The power of ERG networks
The impact of this ERG has been transformative for employees.

“This is the first professional setting that I’ve worked in where I have been able to express and celebrate my Judaism at work,” says current J-IBIN member Ari Abramson. “This chapter has also been a critical support network for me as we’ve witnessed incidents of antisemitism.”

“In many ways, the workplace could be to the synagogue what the synagogue was to the Temple – a new location in which people found themselves as connected, enlightened and revitalized, just as they had in the previous setting,” says Clal President Rabbi Brad Hischfield.

A call to action

It shouldn’t be as difficult as it was in this case study for Jewish employees to build ERGs, combat workplace antisemitism, and make meaning of their experiences in the place where they spend most of their waking hours.

As we seek to build on the early successes of ERGs we’ve studied around the country, our next steps are:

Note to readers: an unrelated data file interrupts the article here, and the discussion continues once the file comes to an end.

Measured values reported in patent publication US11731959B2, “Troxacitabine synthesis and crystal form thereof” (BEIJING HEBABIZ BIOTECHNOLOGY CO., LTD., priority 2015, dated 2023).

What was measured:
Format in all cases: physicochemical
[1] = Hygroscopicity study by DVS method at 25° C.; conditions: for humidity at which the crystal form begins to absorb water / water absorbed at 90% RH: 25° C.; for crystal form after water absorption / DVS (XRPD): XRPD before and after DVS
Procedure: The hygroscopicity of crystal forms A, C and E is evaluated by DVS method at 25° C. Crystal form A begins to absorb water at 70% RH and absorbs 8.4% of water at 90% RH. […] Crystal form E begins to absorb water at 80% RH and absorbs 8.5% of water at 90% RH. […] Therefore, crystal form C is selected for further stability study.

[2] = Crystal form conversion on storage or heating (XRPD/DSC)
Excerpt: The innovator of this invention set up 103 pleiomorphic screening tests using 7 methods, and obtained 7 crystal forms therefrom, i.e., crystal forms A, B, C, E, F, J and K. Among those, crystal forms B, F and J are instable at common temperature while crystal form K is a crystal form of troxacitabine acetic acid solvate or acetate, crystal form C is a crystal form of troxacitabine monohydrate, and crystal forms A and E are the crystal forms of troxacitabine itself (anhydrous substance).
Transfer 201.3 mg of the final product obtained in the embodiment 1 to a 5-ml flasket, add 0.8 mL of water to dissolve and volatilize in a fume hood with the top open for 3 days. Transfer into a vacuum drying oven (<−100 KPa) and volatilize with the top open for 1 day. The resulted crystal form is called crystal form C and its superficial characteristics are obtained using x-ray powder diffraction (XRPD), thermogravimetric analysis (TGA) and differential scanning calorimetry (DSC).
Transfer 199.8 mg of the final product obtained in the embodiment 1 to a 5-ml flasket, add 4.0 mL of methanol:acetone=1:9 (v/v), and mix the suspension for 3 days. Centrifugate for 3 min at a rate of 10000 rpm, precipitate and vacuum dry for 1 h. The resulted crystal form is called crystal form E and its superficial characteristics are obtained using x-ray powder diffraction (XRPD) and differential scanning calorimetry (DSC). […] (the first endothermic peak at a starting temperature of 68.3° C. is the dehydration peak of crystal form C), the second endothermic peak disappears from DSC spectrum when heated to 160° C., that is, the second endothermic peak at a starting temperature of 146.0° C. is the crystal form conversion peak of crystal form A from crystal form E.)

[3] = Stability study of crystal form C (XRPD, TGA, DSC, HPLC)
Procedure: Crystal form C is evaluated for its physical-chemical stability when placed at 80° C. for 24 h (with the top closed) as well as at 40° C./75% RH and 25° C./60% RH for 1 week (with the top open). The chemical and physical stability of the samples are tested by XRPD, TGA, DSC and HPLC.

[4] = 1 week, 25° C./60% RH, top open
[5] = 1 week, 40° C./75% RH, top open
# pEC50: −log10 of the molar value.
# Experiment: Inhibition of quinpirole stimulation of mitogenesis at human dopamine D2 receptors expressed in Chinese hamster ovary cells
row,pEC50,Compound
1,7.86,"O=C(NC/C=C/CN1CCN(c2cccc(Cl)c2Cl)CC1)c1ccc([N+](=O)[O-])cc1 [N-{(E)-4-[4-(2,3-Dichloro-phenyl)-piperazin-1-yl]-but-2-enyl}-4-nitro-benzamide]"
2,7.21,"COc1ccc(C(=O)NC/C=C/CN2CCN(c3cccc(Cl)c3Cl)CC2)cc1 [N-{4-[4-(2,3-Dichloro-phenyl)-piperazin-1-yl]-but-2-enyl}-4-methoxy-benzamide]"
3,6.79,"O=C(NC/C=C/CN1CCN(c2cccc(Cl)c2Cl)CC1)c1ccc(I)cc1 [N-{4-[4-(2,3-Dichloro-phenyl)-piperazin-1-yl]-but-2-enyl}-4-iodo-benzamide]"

• Building a community of practice for folks who want to initiate a Jewish ERG in their workplace,
  • Creating a downloadable resource kit to equip them,
  • Recruiting ambassadors from a variety of professional settings, and
  • Building a network of HR professionals who will help advance our collective efforts.

Rabbi Elan Babchuck serves as the Executive Vice President of Clal – The National Jewish Center for Learning and Leadership, and the Founding Director of Glean Network. He is also the co-author of the forthcoming book Picking Up the Pieces: Leadership After Empire (Fortress Press).

Rebecca Leeman is a Clal Associate with a background in workforce strategy consulting. She previously worked at Bridgewater Associates and at PwC, where she measured the effectiveness of talent strategies and programs. She is deeply passionate about helping Jewish organizations flourish.